Safety signs and their origins
Safety signs are a common sight on construction sites, often conveying important safety and motivational messages. Their roots can be traced back to 19th-century New York, where state law required the labeling of all containers of poisonous substances.
From there, safety signs have evolved and diversified, even becoming an iconic part of Soviet propaganda, promoting teamwork and productivity.
Regulatory and Aspirational Safety Signs
Today, safety signs are often classified into two categories: regulatory and aspirational. Regulatory safety signs, dictated by standards such as AS1319, are legally required and include prohibition signs, mandatory action signs, limitation signs, danger signs, warning signs, emergency information signs, and fire signs.
Aspirational safety signs, on the other hand, are intended to inspire and remind workers to prioritize safety.
The 1990s was famous for its inspirational poster design;
Then parodies of those very same posters are even more famous.
It's easy to see why there is a pull towards creating signs to solve our problems. After all, we want to make sure that people do the right thing, and consistent reminders must help, right?
Well, yes and no.
The limitations of safety signs
Although safety signs are an essential component of construction safety, they are not a comprehensive solution. Over-reliance on signs can contribute to a cynical environment, particularly when there is a disconnect between the messages conveyed by signs and the actions of management.
For example, a sign reading "SAFETY FIRST" may be undermined if management places excessive time pressure on workers, encouraging them to take safety shortcuts. In such cases, aspirational safety signs can be counterproductive, breeding skepticism and undermining their intended purpose.
Creating a Holistic Safety Culture in Construction
To establish a truly safe construction culture, it is crucial to move beyond safety signs and adopt a holistic approach that combines various safety initiatives.
Match words with actions
Aspirational signs should be part of a larger safety strategy that aligns words with actions. For instance, consider using aspirational signs to promote a safety reward program, where safe work is recognized and rewarded. By pairing the sign with a tangible reward system, you demonstrate that on-site safety is genuinely valued and encouraged.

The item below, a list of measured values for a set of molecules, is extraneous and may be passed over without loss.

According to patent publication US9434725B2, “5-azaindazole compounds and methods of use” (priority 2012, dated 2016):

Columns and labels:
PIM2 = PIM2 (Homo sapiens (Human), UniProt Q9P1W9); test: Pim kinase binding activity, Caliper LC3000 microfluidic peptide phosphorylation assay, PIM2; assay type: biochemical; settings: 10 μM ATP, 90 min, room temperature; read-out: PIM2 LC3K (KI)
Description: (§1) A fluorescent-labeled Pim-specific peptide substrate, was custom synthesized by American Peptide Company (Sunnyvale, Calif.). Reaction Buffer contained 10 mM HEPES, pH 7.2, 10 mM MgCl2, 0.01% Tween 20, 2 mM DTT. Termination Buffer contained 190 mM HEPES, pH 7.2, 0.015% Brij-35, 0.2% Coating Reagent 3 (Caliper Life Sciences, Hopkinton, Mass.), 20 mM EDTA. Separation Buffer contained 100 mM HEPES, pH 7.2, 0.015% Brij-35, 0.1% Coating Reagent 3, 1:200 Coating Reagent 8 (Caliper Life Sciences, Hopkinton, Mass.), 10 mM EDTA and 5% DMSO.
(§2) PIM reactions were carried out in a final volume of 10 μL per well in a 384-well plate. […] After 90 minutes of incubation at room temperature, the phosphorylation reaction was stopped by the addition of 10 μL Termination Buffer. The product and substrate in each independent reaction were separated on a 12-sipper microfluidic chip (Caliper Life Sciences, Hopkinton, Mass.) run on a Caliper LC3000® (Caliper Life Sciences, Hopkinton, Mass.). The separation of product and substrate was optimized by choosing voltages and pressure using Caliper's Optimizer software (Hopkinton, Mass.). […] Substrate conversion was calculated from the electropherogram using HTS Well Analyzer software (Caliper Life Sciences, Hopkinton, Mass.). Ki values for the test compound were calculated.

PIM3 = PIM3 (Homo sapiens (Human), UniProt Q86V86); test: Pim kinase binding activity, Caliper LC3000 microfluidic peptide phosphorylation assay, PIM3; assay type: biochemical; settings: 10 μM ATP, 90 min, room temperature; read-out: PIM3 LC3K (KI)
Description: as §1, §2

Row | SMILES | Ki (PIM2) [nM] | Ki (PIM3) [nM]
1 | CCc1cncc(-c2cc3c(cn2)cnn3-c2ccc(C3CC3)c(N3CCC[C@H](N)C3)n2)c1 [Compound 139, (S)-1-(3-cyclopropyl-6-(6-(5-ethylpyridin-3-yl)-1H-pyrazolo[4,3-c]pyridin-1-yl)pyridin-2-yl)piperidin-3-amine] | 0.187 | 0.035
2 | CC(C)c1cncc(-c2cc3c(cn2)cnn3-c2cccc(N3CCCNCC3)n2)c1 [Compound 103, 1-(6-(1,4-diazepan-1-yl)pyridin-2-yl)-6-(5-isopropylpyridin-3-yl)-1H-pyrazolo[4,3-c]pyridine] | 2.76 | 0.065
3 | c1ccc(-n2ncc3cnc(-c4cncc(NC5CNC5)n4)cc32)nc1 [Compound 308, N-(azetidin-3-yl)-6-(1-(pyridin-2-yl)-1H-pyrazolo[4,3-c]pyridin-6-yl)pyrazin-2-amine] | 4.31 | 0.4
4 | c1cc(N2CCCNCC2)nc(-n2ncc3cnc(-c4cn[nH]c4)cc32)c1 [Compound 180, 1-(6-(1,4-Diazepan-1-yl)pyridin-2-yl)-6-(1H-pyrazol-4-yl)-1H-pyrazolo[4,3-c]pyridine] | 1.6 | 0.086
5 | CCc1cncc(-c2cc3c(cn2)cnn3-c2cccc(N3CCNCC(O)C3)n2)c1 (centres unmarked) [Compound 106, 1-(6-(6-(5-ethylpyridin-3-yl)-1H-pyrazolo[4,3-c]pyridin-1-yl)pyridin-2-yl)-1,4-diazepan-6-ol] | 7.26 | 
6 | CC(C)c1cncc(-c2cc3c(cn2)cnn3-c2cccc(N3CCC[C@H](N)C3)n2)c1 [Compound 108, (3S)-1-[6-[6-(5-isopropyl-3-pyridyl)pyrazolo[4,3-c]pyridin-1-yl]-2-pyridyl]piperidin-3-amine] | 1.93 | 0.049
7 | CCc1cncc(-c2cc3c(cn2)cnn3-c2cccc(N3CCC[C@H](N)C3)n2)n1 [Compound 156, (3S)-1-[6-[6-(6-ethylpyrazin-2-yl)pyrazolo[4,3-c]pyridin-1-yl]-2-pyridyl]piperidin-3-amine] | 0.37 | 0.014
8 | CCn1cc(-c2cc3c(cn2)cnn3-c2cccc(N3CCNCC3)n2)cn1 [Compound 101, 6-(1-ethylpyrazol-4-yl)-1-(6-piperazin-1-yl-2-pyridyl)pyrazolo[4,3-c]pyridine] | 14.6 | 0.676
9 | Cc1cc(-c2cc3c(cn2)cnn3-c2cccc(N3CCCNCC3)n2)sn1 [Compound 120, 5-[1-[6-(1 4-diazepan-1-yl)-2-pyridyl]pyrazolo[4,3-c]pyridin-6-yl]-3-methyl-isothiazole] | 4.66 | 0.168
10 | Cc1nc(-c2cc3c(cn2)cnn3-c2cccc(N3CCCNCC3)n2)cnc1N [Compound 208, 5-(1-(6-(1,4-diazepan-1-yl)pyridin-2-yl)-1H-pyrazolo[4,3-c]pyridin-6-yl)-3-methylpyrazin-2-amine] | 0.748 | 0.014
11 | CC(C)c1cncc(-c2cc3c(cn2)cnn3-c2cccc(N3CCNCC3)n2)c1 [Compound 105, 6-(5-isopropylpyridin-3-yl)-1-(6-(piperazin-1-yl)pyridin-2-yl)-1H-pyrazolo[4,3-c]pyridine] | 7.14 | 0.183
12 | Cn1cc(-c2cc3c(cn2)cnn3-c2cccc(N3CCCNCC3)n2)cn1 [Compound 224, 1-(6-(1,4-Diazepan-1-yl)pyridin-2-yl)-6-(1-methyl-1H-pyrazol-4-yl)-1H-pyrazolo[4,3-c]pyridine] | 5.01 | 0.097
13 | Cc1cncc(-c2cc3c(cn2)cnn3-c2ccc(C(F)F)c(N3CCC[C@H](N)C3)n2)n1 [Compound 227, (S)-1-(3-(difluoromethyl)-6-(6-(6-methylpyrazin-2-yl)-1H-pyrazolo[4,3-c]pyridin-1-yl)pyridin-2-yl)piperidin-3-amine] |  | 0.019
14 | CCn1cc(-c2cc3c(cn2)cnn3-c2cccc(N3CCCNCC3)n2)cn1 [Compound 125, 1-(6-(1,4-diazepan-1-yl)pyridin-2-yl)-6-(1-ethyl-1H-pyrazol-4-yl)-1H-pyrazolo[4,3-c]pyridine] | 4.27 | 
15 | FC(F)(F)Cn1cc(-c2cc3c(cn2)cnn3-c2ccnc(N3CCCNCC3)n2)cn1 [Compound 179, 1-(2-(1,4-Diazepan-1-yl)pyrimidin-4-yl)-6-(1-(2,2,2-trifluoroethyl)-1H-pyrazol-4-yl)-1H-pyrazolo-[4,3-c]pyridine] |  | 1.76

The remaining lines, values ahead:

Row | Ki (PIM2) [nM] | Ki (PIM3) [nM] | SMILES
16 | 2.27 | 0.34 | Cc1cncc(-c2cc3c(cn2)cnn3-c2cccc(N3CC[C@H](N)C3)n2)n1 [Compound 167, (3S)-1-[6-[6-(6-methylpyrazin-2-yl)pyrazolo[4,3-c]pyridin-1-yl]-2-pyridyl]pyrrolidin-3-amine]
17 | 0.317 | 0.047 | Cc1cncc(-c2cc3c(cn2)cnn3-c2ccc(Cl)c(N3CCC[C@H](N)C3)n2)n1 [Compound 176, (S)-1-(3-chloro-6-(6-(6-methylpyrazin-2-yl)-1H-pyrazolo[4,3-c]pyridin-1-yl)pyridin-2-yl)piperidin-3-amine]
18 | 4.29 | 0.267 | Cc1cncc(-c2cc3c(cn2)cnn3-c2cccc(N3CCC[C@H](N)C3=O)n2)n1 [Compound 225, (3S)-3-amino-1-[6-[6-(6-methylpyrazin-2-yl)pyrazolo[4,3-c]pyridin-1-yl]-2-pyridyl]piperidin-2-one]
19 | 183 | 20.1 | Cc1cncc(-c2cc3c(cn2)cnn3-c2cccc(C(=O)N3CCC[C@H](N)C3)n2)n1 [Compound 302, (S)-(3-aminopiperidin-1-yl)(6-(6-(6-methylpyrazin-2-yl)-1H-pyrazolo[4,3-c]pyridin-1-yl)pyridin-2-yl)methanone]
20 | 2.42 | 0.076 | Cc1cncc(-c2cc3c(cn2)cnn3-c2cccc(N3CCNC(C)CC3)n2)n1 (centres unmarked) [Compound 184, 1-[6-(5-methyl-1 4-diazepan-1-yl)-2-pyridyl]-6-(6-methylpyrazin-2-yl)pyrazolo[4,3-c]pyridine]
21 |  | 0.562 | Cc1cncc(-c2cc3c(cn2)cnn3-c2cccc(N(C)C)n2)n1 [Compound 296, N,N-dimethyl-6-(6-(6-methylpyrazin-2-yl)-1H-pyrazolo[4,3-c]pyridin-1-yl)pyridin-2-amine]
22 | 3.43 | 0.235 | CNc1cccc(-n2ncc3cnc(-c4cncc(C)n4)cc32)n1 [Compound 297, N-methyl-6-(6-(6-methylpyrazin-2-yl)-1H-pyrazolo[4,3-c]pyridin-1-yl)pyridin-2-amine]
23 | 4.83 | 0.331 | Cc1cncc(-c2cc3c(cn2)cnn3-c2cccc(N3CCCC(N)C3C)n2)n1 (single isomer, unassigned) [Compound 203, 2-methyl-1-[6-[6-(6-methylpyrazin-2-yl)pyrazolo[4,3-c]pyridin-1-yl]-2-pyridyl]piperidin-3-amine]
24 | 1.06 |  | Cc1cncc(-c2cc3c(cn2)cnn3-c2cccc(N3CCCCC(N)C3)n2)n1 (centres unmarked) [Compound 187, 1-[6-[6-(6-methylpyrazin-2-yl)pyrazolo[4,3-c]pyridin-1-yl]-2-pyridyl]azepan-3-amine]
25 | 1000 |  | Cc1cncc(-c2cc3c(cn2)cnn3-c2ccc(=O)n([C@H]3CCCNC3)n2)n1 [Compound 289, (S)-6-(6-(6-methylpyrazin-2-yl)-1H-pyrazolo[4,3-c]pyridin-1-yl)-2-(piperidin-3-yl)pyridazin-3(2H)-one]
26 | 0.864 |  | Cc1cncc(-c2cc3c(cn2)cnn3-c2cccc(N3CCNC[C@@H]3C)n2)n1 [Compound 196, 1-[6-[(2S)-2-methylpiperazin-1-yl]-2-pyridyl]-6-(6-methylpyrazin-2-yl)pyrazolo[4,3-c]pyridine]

For an example involving Scratchie, you could have aspirational signs promoting the fact that safe work is rewarded on this site, with a QR code that allows a worker to download the app and register. The sign is the "words", and the Scratchie app is the "actions".
When a worker sees the signs promoting safety, and is rewarded for behaving safely, the example is set: "on this site, our words match our behaviours".
Invest in training, but not just training
A comprehensive safety culture requires ongoing training and education to ensure that all workers are aware of the latest safety standards, procedures, and best practices. This includes providing regular refresher courses, toolbox talks, and skills assessments to keep safety at the forefront of everyone's minds. But understand that training is only part of the solution.
Advancements in technology provide new opportunities for improving construction safety. For example, as this blog post describes, wearable devices can monitor worker fatigue and ergonomic strain, while augmented reality can be used for training purposes or to visualize potential hazards in real-time. By integrating technology into your safety strategy, you demonstrate a commitment to innovation and continuous improvement.
Promote open communication
A strong safety culture thrives on open communication between workers and management. Encourage workers to report hazards, incidents, and near misses without fear of retribution, and create a system that allows for anonymous reporting if necessary. Regularly solicit feedback from workers on safety concerns and be responsive to their input.
How do I get Scratchie on my site?
Getting Scratchie on your site can take less than a day. Here is a blog post that outlines the steps required to start rewarding safety on your site.
You can also email firstname.lastname@example.org to start a conversation for your site, whether you're the project manager, administrator or just a worker who thinks Scratchie might work well on your site (if you're that worker, we are happy to keep all leads confidential).
Safety signs play a vital role in the construction industry, but they are only one piece of the puzzle. To create a truly safe construction culture, it is essential to adopt a holistic approach that combines various safety initiatives, including matching words with actions, investing in training and education, embracing technology, and promoting open communication. By doing so, you demonstrate your commitment to the well-being of your workers and the success of your projects.